Here’s what shaped the final day of impeachment:
McConnell voted to acquit Trump
For four years, GOP Senate Minority Leader Mitch McConnell worked in tandem with Trump to install scores of conservatives to the federal judiciary, including three Supreme Court justices: Neil Gorsuch, Brett Kavanaugh, and Amy Coney Barrett.
But after the Capitol riots, McConnell distanced himself from the former president and told his caucus that individual impeachment decisions were a “vote of conscience.”
In the end, McConnell decided that he would not vote to convict Trump.
“While a close call, I am persuaded that impeachments are a tool primarily of removal and we therefore lack jurisdiction,” McConnell said to GOP colleagues early on Saturday.
After the final vote on Saturday, McConnell heaped blame on Trump, calling him out for spreading debunked claims of voter fraud after his loss in the 2020 presidential election.
“There is no question, none, that President Trump is practically and morally responsible for provoking the event of that day,” he said.
Still, McConnell, a sly 36-year veteran of the upper chamber, chose to play the long game. Trump is very likely to boost like-minded GOP candidates in the 2022 midterm elections and the Kentucky conservative would very much like to control the upper chamber once again.
Democrats demanded to call witnesses and then reversed course after the Senate approved the measure
The US Senate agreed not to hear witnesses on Saturday, avoiding an extension of the deliberate process that has consumed the Capitol this past week.
The Senate initially passed a motion 55-45 to call witnesses, with five GOP senators crossing over to support the effort. But, after some debate, Democrats changed their minds.
The last-minute debate over witnesses came after a CNN report from Washington state GOP Rep. Jaime Herrera Beutler about a call between Trump and House Minority Leader Kevin McCarthy of California on January 6. Democrats sought to use the conversation to paint the former president as indifferent to the chaos that unfolded that day.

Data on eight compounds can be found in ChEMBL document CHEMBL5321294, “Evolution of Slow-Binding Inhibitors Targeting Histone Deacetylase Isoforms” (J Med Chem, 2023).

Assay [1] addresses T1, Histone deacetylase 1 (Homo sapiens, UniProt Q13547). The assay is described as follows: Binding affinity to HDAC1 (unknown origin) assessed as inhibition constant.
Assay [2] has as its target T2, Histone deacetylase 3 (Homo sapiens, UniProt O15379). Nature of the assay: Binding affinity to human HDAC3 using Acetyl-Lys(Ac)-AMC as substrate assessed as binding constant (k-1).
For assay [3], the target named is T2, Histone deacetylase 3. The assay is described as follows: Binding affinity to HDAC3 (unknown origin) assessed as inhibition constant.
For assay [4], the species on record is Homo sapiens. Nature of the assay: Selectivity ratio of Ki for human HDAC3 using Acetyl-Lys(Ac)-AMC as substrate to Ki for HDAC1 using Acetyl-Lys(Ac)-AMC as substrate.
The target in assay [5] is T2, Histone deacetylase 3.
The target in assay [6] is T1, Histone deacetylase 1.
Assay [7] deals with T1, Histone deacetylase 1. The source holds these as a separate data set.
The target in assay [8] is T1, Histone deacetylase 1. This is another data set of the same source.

But the agreement to avoid having witnesses testify set the stage for closing arguments from the Democratic House impeachment managers and Trump defense attorney Michal Van der Veen.
Rep. Joe Neguse of Colorado, one of the Democratic impeachment prosecutors, implored senators to convict and “put country above our party because the consequences of not doing so are just too great.”
However, Van der Veen called the trial “a complete charade from beginning to end” and insisted that “the act of incitement never happened.”
Republicans who voted to acquit make their stand
While Republicans like Collins and Romney were not huge surprises in terms of their votes to convict Trump, there were some notable exceptions.
Sens. Burr and Cassidy are Southern conservatives who rarely stray from the party line. And yet, they thoroughly repudiated the former president’s actions on January 6.
“The evidence is compelling that President Trump is guilty of inciting an insurrection against a coequal branch of government and that the charge rises to the level of high Crimes and Misdemeanors,” Burr said in a statement. “Therefore, I have voted to convict.”
He continued: “By what he did and by what he did not do, President Trump violated his oath of office to preserve, protect, and defend the Constitution of the United States.”
“Our Constitution and our country is more important than any one person,” Cassidy said in a recorded statement explaining his vote. “I voted to convict President Trump because he is guilty.”
Murkowski, who’s up for reelection in 2022 and hasn’t been shy about calling out Trump in the past, said political considerations were not part of her calculus in voting to convict Trump.
“If I can’t say what I believe that our president should stand for, then why should I ask Alaskans to stand with me?,” she said to Politico. “This was consequential on many levels, but I cannot allow the significance of my vote, to be devalued by whether or not I feel that this is helpful for my political ambitions.”